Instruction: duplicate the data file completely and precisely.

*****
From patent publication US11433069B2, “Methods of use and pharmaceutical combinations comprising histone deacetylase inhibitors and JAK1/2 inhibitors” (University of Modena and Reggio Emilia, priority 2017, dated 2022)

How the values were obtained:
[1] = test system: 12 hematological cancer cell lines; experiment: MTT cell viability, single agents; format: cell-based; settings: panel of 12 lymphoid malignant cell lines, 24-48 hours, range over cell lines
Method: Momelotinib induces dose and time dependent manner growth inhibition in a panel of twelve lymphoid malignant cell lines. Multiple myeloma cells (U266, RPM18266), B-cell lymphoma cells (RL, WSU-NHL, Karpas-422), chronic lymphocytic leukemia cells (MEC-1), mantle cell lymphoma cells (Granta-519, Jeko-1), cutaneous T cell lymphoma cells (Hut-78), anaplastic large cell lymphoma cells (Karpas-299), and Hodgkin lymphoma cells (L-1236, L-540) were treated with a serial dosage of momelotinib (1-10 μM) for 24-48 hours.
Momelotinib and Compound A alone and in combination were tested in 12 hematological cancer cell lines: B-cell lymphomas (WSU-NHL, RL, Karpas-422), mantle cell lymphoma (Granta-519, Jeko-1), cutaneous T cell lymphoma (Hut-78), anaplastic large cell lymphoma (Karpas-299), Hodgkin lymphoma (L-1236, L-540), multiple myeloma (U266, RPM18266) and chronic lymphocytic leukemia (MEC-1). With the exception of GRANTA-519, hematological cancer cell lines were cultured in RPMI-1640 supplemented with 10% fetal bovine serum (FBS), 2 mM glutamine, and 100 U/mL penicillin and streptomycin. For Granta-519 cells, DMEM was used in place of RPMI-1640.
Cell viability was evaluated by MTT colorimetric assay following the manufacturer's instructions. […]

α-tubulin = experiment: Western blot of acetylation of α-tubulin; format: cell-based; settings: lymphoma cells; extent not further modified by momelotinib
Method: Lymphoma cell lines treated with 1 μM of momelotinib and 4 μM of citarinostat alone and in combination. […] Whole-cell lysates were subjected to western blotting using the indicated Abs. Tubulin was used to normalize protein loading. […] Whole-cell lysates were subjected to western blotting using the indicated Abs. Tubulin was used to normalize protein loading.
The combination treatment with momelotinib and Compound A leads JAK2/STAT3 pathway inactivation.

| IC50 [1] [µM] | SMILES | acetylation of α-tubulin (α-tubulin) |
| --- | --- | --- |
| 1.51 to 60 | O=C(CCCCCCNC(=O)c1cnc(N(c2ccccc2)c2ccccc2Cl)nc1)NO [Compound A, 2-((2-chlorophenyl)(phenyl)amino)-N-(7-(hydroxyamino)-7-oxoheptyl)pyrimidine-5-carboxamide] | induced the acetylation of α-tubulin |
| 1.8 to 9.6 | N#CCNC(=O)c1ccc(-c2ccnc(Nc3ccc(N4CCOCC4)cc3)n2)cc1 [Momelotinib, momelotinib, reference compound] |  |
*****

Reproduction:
From patent publication US11433069B2, “Methods of use and pharmaceutical combinations comprising histone deacetylase inhibitors and JAK1/2 inhibitors” (University of Modena and Reggio Emilia, priority 2017, dated 2022)

How the values were obtained:
[1] = test system: 12 hematological cancer cell lines; experiment: MTT cell viability, single agents; format: cell-based; settings: panel of 12 lymphoid malignant cell lines, 24-48 hours, range over cell lines
Method: Momelotinib induces dose and time dependent manner growth inhibition in a panel of twelve lymphoid malignant cell lines. Multiple myeloma cells (U266, RPM18266), B-cell lymphoma cells (RL, WSU-NHL, Karpas-422), chronic lymphocytic leukemia cells (MEC-1), mantle cell lymphoma cells (Granta-519, Jeko-1), cutaneous T cell lymphoma cells (Hut-78), anaplastic large cell lymphoma cells (Karpas-299), and Hodgkin lymphoma cells (L-1236, L-540) were treated with a serial dosage of momelotinib (1-10 μM) for 24-48 hours.
Momelotinib and Compound A alone and in combination were tested in 12 hematological cancer cell lines: B-cell lymphomas (WSU-NHL, RL, Karpas-422), mantle cell lymphoma (Granta-519, Jeko-1), cutaneous T cell lymphoma (Hut-78), anaplastic large cell lymphoma (Karpas-299), Hodgkin lymphoma (L-1236, L-540), multiple myeloma (U266, RPM18266) and chronic lymphocytic leukemia (MEC-1). With the exception of GRANTA-519, hematological cancer cell lines were cultured in RPMI-1640 supplemented with 10% fetal bovine serum (FBS), 2 mM glutamine, and 100 U/mL penicillin and streptomycin. For Granta-519 cells, DMEM was used in place of RPMI-1640.
Cell viability was evaluated by MTT colorimetric assay following the manufacturer's instructions. […]

α-tubulin = experiment: Western blot of acetylation of α-tubulin; format: cell-based; settings: lymphoma cells; extent not further modified by momelotinib
Method: Lymphoma cell lines treated with 1 μM of momelotinib and 4 μM of citarinostat alone and in combination. […] Whole-cell lysates were subjected to western blotting using the indicated Abs. Tubulin was used to normalize protein loading. […] Whole-cell lysates were subjected to western blotting using the indicated Abs. Tubulin was used to normalize protein loading.
The combination treatment with momelotinib and Compound A leads JAK2/STAT3 pathway inactivation.

| IC50 [1] [µM] | SMILES | acetylation of α-tubulin (α-tubulin) |
| --- | --- | --- |
| 1.51 to 60 | O=C(CCCCCCNC(=O)c1cnc(N(c2ccccc2)c2ccccc2Cl)nc1)NO [Compound A, 2-((2-chlorophenyl)(phenyl)amino)-N-(7-(hydroxyamino)-7-oxoheptyl)pyrimidine-5-carboxamide] | induced the acetylation of α-tubulin |
| 1.8 to 9.6 | N#CCNC(=O)c1ccc(-c2ccnc(Nc3ccc(N4CCOCC4)cc3)n2)cc1 [Momelotinib, momelotinib, reference compound] |  |